He or she who promiscuously profanes these sacred things is unworthy of them and must pay the severest penalty.

My book is meant to be an appeal for happiness and health; an appeal for peaceful homes, happy and contented husbands, happy wives and mothers of happy, healthy and well bred children.

After all, unhappy and discontented human beings are unfit physically and morally to produce the best work and the finest healthiest children. The children are the forthcoming bearers of the world's burdens and responsibilities. To them belongs the future, and already too many social problems of the present age are due to the unhygienic and illogical mating of the human male and female.

The divorce courts should only be appealed to as a last resort, to free some tortured soul from a life of misery, caused by humiliation, shame and hatred, the very essence of all evil. When the sacred state of matrimony becomes so profaned and degraded that it soils everything it comes in contact with; when even the minds of our children are poisoned and distorted by the atmosphere, and the last ray of hope has vanished, only then the hour has struck to ask the law for justice; to appeal to the judge for redemption for humanity's sake.

Why have I written my book in parts, and why has each part its individual interest and charm? Because readers may choose any part or parts that especially interest them. If they are not interested in the book for the information it gives, they will always find the short stories and tales of Reno interesting and amusing.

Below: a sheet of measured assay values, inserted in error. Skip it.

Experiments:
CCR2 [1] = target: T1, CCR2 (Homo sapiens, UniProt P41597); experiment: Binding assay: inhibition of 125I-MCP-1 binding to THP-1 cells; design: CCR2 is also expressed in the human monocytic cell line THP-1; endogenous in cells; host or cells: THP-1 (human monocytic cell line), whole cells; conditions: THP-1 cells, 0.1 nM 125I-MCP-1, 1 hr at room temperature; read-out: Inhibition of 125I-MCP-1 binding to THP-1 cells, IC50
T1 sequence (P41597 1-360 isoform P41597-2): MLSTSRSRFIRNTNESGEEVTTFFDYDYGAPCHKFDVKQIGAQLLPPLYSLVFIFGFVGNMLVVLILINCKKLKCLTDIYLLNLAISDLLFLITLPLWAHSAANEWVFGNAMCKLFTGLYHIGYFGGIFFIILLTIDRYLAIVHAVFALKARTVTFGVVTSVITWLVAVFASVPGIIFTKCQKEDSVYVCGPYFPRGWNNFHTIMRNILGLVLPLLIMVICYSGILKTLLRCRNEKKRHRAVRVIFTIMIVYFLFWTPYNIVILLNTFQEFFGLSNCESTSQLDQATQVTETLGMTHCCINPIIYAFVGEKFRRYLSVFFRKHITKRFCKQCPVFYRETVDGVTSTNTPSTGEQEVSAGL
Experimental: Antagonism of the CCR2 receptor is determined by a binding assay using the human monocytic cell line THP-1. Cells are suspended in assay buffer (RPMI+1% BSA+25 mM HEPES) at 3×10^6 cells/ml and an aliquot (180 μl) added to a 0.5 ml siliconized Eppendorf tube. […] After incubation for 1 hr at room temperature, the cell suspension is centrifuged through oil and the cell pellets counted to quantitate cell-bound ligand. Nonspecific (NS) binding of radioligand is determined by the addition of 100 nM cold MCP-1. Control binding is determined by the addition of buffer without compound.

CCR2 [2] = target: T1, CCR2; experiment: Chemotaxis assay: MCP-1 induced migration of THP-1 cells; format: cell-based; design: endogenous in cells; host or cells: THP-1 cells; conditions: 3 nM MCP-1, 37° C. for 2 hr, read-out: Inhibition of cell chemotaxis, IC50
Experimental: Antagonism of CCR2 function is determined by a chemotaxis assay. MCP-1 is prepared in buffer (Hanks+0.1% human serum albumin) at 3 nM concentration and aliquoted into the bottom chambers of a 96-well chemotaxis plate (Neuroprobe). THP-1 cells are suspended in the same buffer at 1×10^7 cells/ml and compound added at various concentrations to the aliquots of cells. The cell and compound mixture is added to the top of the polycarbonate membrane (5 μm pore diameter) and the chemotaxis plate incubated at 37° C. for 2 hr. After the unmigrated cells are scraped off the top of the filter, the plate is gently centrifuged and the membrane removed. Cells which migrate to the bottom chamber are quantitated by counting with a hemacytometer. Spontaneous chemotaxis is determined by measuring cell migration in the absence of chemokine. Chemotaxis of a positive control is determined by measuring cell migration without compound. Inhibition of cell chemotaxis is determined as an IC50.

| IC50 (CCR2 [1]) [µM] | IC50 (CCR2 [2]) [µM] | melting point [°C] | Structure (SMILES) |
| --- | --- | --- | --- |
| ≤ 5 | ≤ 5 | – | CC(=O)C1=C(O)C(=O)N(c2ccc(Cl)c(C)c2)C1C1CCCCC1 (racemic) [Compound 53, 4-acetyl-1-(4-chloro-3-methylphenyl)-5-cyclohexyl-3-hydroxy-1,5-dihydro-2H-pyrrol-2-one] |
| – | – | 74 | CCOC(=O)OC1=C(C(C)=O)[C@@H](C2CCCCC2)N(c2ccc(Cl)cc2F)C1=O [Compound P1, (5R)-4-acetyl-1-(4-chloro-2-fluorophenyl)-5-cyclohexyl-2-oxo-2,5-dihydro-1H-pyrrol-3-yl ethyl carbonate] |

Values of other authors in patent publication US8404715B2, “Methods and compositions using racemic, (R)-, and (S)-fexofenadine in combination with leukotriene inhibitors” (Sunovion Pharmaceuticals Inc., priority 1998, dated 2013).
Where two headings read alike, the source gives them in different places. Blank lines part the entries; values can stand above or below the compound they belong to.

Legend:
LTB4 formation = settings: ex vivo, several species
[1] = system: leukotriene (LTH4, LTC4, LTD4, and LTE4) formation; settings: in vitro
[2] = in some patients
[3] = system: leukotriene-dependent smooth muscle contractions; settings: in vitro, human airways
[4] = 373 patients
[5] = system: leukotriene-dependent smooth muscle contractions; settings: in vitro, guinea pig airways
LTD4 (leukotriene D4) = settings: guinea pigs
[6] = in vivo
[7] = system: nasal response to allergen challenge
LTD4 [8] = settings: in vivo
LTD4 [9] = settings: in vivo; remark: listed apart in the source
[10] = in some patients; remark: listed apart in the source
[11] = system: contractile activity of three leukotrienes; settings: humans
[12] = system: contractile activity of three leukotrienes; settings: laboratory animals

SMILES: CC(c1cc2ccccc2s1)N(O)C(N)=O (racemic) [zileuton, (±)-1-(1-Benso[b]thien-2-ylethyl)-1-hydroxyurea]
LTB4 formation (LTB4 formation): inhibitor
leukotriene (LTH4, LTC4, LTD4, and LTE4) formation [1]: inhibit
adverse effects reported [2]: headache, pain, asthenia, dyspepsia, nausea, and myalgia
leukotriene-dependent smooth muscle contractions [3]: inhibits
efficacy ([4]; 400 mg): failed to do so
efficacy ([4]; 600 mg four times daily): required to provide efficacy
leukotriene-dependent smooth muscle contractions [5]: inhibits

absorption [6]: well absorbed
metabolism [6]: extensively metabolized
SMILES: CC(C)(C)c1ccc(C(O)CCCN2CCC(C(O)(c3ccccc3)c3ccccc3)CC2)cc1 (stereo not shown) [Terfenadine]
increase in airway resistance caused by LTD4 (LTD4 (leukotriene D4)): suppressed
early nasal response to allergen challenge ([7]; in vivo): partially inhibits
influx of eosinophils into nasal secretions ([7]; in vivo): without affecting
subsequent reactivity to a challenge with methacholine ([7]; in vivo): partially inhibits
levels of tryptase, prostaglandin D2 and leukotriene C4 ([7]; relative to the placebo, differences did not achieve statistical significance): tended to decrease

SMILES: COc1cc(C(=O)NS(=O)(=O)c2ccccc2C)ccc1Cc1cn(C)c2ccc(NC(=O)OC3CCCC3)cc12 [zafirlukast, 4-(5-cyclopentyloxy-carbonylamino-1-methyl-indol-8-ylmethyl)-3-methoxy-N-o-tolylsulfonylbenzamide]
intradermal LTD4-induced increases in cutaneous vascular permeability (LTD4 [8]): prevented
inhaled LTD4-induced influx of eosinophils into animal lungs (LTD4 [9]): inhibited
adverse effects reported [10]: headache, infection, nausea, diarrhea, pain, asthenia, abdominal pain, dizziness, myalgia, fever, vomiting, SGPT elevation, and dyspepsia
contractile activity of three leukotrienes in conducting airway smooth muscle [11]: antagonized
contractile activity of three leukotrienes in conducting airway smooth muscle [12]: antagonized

Part 1. Social and Industrial Life: Is written to acquaint the intended colonist or visitor with every phase of social and industrial life. This is very important to know for many reasons. First the law requires that one go to Reno for some other reason than divorce. So you may go there for instance to become a student; it is a healthful and therefore a fine place for study. The well equipped university gives ample opportunity; and if one is taking one's children, which often happens, it is well to know about the schools. It is well to have some other purpose in view when joining the Reno Divorce Colony, and to carry that purpose into effect. Also if one is not blessed with over much of the goods of this world, one can earn one's way while waiting. This part contains much information that is practical, useful, essential and interesting.

The industries are very important. There are plenty of pleasant positions to be had; plenty of opportunity for business, as you will learn by reading this part; also many sorts of amusement, so that no one need be bored. It is best to keep busy; busy people seldom get lonely; lonely people often are too much in quest of companionship.... Moral, don't play with fire; and if you do get into trouble don't blame it on the "altitude." Reno's altitude has been somewhat abused by colonists in the past; loneliness is much more to blame for the unhappy state of mind so often experienced out there, and loneliness is mostly the result of idleness.

Part 2. Reno Tragedies: Consists of a few short tales of people who have been members of the divorce colony. Whilst the comedy part describes characters who find life is all froth, who skim its surface,

Reno - 1/27